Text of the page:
Women and Leadership: Successes and Achievements

On occasion of the event, “Women Bridge the Ocean,” organized by the Center for American Studies, here is a brief praise to some of the American women who have distinguished themselves through their merits in both political and military ambitions.

These merits extend beyond holding political office or achieving a rank of four-stars. They represent important achievements in the constant struggle toward gender equality. 

 

Next year marks the hundredth anniversary of the passage of the 19th Amendment, which granted women suffrage. When the Amendment was passed, only one woman, Jeanette Rankin, a Republican from Montana, had served in the House of Representatives. She was the only female member of Congress when she served and was not in office when the Amendment was passed.

Since then, women have come to fill nearly a quarter of the seats in Congress. They now comprise 131 members of Congress and have held numerous other important positions in the American government. These include 53 current and former cabinet members, three current members of the Supreme Court, a Chairperson of the Federal Reserve, and more. Even the U.S. Armed Forces, which didn’t have a permanent contingent of women until 1948, now includes 69 female generals.

The current Congress, the 116th Congress, is the most diverse Congress in United States history, including the first Native American congresswomen, as well as the first Muslim congresswomen. In Congress, women are taking leading positions. Since the 1990s, with the elections of Senator Kassebaum of Kansas, Senator Hutchison of Texas, Senator Feinstein of California and Senator Boxer, also of California, the Senate has made strides in breaking free from the perception of the body as a “boy’s club.” In the Senate, women have recently been very influential.

Senator Susan Collins of Maine, for example, is the founder of the Common Sense Coalition, which is integral to solving government shutdowns, and, currently, three female senators, Kamala Harris of California, Amy Klobuchar of Minnesota, and Elizabeth Warren of Maryland, are running for President. While in the Senate, Senator Harris has taken an important role in creating legislation to combat the substance abuse problem in America.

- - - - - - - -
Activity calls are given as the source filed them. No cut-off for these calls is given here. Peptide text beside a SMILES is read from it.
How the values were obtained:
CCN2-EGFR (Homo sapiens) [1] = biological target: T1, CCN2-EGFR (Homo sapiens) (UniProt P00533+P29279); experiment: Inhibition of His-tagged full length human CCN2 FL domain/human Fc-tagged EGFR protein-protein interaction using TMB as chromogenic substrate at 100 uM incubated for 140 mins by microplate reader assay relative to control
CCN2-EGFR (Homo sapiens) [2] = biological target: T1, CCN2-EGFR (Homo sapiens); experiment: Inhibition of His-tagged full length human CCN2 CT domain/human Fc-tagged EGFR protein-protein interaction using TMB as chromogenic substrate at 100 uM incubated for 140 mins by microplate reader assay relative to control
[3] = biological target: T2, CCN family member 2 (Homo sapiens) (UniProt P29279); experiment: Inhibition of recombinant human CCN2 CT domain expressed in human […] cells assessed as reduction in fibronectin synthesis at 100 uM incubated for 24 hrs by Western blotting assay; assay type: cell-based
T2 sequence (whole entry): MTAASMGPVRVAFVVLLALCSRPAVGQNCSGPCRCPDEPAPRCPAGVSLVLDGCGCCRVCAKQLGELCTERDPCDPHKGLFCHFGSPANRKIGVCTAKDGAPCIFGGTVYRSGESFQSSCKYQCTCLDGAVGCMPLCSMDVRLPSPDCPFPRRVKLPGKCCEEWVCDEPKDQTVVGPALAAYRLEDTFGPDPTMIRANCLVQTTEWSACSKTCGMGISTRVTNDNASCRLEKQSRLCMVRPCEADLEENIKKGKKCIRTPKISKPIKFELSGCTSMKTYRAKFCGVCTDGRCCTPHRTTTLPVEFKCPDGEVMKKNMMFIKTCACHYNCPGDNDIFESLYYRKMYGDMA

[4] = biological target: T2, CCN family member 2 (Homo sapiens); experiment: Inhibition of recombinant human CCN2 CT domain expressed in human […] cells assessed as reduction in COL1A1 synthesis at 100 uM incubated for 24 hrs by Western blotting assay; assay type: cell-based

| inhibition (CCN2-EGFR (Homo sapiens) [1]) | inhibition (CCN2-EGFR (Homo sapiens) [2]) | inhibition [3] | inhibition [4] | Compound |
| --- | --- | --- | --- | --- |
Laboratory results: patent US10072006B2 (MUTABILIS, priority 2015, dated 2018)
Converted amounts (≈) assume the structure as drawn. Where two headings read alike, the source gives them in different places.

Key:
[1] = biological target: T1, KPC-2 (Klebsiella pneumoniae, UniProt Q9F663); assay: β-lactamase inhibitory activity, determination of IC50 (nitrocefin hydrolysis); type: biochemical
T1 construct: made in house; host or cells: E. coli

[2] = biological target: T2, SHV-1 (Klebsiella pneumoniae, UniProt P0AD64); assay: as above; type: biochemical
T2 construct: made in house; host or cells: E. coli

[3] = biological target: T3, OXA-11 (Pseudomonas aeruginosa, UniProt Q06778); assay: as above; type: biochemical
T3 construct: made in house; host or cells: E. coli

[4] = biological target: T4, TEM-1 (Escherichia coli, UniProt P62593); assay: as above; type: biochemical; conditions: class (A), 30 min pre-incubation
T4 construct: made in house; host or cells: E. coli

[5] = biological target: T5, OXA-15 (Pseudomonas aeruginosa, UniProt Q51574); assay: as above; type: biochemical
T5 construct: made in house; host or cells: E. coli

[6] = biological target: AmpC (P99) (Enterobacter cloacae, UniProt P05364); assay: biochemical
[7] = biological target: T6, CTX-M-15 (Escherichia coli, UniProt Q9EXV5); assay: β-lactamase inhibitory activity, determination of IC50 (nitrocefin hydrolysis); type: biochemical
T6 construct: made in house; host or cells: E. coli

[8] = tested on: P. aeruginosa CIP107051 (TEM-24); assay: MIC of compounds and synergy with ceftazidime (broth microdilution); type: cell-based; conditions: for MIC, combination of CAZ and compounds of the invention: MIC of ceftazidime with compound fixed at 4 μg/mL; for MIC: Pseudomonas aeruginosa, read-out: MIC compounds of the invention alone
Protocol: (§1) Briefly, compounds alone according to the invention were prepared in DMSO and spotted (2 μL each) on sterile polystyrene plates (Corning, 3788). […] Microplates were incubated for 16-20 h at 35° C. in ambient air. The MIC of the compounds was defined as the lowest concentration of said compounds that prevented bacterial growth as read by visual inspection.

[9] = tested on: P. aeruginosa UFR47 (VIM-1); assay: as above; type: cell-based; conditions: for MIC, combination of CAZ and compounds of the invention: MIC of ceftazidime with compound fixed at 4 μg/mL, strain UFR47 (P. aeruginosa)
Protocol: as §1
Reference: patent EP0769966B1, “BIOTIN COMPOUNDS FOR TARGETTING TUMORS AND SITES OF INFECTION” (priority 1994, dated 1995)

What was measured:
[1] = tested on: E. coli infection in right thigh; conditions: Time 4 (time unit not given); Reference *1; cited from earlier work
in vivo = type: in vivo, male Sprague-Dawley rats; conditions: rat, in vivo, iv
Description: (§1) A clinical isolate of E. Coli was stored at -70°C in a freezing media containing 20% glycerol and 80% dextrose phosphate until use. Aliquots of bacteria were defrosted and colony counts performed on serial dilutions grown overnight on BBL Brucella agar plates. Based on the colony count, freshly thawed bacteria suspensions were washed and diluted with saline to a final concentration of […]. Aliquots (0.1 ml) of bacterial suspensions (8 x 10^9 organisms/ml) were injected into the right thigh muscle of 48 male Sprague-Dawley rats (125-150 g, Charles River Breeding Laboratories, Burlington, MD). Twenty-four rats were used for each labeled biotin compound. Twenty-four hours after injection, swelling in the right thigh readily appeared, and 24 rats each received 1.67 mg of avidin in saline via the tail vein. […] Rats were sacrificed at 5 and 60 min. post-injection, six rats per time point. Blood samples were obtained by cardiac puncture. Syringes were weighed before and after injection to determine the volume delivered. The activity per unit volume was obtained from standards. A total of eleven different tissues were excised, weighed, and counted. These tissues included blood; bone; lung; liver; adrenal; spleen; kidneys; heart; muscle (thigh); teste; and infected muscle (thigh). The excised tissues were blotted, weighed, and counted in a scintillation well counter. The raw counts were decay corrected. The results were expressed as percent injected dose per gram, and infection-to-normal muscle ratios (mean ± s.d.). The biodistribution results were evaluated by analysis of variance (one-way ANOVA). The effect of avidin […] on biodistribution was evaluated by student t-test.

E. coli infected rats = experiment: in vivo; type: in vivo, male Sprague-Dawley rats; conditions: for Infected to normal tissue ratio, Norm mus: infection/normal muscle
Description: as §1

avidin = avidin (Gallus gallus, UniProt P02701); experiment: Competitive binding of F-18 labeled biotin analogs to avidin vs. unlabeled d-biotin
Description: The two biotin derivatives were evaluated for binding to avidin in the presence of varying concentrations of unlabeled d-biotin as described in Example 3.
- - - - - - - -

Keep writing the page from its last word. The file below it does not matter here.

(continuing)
In the previous Congress, Senator Klobuchar authored a greater amount of enacted legislation than any other Senator. And Senator Warren was instrumental in creating the Consumer Financial Protection Bureau in the wake of the 2008 Financial Crisis.

In the House of Representatives, Nancy Pelosi is the current Speaker and is the first female Speaker of the House in American history as well as the first female head of an American political party. She is the highest-ranking elected woman in American history. Additionally, women in the 116th Congress chair six Congressional Committees, including the influential House Committee on Appropriations, one of the most powerful committees in Congress.

 

Women have been integral to keeping the American people safe through their foreign and domestic service.

This past decade alone has displayed numerous milestones for women in the US Armed Forces. Lori Robinson of the US Air Force became the first woman in American history to command a major Unified Combatant Command, a Department of Defense command composed of forces from at least two military departments. Robinson served as commander of the US Northern Command, a Unified Combatant Command, as well as the North American Aerospace Defense Command, until 2018.

Additionally, other women such as Michelle Howard (Navy), Janet Wolfenbarger (Air Force), and Ann Dunwoody (Army) became four-star generals, the first women to hold that rank in their respective branches. Admiral Howard also carries the distinction of being the first African-American woman to become a four-star general.

 

The succession of women into positions of leadership is happening not only in America but is a modern, global movement, and, if current trends continue, then parity seems possible.

Countries like America, by giving room for women to lead, are paving the way for developing countries. The visibility of female leaders on the global stage sends a strong message about the need for gender equality and the great benefits of including women in positions of leadership.

 

Article by:

Ettore Nicolosi – Center for American Studies

Evan Wisner – Center for American Studies

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